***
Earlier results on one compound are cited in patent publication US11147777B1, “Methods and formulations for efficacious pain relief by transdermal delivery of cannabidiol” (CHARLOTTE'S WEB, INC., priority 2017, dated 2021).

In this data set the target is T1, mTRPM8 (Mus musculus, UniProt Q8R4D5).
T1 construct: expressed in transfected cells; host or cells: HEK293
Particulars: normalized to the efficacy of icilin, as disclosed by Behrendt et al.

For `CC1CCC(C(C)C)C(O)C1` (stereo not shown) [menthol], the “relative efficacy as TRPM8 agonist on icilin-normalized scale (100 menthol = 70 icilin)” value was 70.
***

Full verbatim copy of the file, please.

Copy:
Earlier results on one compound are cited in patent publication US11147777B1, “Methods and formulations for efficacious pain relief by transdermal delivery of cannabidiol” (CHARLOTTE'S WEB, INC., priority 2017, dated 2021).

In this data set the target is T1, mTRPM8 (Mus musculus, UniProt Q8R4D5).
T1 construct: expressed in transfected cells; host or cells: HEK293
Particulars: normalized to the efficacy of icilin, as disclosed by Behrendt et al.

For `CC1CCC(C(C)C)C(O)C1` (stereo not shown) [menthol], the “relative efficacy as TRPM8 agonist on icilin-normalized scale (100 menthol = 70 icilin)” value was 70.